In Wisconsin, all-terrain vehicles (ATVs) and utility terrain vehicles (UTVs) are becoming increasingly popular not only for recreation but for travel between and within local communities. In turn, more cities, villages, towns and counties are opening roads, streets and highways to ATV and UTV travel.
To start, ATVs and UTVs are regulated by state law through the Department of Natural Resources. Chapter 23.33 of the Wisconsin Statutes outlines numerous requirements from registration, to noise, to lighting and more. When it comes to access to roadways and highways, however, regulation largely falls on local communities.
State law allows local counties and municipalities to designate some or all highways and roadways under their jurisdiction as all-terrain vehicle routes. On designated routes, these local governments may enact ordinances that regulate the use of ATVs and UTVs. State law leaves local governments with discretion when it comes to regulating aspects of use on routes under their jurisdiction.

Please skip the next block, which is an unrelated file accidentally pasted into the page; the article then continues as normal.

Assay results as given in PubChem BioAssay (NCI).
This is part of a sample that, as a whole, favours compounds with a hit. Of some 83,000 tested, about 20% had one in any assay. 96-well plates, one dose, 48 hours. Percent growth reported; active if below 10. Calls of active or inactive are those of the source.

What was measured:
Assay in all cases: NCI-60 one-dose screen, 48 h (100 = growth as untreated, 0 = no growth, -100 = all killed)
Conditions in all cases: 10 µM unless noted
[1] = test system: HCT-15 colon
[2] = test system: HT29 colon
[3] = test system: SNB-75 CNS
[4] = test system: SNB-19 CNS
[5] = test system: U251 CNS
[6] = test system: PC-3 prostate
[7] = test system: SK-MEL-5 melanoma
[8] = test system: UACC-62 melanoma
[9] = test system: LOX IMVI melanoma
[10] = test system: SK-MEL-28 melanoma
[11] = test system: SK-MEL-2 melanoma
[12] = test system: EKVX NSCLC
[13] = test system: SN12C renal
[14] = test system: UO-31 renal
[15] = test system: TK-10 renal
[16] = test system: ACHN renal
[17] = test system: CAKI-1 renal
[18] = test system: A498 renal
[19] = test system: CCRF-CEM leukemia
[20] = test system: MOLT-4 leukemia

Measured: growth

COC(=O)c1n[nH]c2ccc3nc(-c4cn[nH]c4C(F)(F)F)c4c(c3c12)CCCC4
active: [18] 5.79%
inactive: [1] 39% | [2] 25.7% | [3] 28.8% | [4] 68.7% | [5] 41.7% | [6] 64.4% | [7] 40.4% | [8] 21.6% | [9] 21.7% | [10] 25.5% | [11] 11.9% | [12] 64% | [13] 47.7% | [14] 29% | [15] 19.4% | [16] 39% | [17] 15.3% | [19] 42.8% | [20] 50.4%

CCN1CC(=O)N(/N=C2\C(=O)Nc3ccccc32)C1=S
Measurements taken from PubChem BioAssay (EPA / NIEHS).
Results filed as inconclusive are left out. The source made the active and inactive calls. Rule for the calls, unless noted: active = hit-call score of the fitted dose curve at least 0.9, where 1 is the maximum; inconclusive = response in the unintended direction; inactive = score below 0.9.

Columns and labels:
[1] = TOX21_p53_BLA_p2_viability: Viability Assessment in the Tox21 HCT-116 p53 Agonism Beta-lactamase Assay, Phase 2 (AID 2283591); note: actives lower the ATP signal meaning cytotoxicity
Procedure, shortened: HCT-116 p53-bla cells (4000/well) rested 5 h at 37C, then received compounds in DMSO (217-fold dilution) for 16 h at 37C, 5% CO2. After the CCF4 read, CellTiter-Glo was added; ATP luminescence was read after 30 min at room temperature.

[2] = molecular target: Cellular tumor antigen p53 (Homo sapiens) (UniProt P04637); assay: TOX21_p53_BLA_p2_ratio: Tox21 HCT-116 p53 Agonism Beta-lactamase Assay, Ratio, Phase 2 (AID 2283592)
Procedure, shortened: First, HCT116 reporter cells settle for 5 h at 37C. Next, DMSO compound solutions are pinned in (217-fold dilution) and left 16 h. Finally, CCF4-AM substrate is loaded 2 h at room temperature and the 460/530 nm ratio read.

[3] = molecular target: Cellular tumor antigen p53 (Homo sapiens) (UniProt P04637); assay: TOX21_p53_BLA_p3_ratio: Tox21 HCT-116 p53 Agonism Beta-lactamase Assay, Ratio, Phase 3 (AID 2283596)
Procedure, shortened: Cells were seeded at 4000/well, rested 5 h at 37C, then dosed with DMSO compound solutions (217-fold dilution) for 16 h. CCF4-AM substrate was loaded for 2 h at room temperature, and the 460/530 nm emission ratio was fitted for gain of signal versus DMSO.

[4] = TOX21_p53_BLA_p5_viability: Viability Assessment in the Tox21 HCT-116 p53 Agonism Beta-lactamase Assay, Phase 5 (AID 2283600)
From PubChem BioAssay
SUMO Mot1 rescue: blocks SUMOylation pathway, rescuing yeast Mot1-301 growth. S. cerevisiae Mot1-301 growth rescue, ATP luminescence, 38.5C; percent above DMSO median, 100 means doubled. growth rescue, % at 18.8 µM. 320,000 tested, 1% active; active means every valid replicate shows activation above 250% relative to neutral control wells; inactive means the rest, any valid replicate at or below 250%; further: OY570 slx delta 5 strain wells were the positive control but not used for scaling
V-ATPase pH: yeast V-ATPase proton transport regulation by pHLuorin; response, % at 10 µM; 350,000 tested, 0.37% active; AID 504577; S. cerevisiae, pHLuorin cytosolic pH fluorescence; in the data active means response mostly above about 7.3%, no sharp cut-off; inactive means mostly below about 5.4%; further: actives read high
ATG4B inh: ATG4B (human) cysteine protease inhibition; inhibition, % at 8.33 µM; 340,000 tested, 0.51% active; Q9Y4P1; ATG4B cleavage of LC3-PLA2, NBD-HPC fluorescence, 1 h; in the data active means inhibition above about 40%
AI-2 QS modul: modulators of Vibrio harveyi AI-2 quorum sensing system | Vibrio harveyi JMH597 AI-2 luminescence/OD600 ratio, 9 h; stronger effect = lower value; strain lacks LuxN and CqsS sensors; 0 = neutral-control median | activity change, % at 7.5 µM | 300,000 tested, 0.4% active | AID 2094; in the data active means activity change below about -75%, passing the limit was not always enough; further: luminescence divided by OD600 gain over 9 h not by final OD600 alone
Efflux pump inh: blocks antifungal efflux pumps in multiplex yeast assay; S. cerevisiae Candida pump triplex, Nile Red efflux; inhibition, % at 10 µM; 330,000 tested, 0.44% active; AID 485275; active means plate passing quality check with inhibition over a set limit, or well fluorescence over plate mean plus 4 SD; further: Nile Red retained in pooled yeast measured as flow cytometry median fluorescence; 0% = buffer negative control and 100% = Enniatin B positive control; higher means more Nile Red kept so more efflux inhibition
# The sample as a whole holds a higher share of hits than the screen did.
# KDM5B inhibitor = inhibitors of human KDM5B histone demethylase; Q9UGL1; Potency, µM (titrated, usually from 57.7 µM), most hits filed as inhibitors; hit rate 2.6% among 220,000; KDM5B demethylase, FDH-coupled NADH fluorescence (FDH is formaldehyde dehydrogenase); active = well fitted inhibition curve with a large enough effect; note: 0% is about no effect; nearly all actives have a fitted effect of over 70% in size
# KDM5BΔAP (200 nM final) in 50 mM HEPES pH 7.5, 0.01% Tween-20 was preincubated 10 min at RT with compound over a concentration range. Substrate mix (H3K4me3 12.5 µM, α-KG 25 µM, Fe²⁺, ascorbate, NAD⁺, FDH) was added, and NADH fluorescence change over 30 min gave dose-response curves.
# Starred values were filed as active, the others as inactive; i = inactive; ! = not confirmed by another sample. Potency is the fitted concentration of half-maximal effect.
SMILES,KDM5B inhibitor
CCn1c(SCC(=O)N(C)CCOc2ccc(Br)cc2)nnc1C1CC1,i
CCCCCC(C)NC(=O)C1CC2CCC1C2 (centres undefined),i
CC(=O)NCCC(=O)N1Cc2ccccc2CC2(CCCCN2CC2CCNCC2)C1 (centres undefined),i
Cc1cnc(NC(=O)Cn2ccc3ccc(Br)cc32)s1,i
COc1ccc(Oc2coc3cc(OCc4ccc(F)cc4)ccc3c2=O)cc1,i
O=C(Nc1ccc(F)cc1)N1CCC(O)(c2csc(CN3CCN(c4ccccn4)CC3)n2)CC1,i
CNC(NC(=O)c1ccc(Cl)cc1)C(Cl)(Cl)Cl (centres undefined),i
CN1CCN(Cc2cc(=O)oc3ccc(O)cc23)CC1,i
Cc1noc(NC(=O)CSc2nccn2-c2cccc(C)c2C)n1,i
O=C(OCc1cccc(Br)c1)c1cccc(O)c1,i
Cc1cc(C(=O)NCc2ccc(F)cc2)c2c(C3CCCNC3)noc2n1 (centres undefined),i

While local control is retained over travel within communities, this deference may result in a patchwork of different regulations affecting travel between communities. For example, while one community may limit hours of operation, another may have no limits. For these reasons, it is important to be familiar with the local laws of the communities you intend to travel before heading out on the road with your ATV or UTV.
Some basic things from state law to be aware of include registration as well as operator and occupant restrictions. With limited exceptions, ATV and UTV owners must register the vehicle with the State of Wisconsin. Non-residents may obtain an annual trail pass from the DNR. Generally, ATV operators must be at least 12 years of age and UTV operators must be at least 16. With some exceptions, those born on or after January 1, 1988 shall obtain a safety certificate issued by the DNR. With limited exceptions, those under 18 years of age must wear protective headgear. Furthermore, seatbelts are required for all occupants.
Remember, local communities may impose greater restrictions on operators and occupants. For example, local ordinances may require operators to be at least 16 years of age and hold a valid Wisconsin driver’s license. You should always check with local law enforcement prior to traveling between communities to ensure that you and your occupants will be in compliance with all laws governing all-terrain vehicle operation on locally designated routes.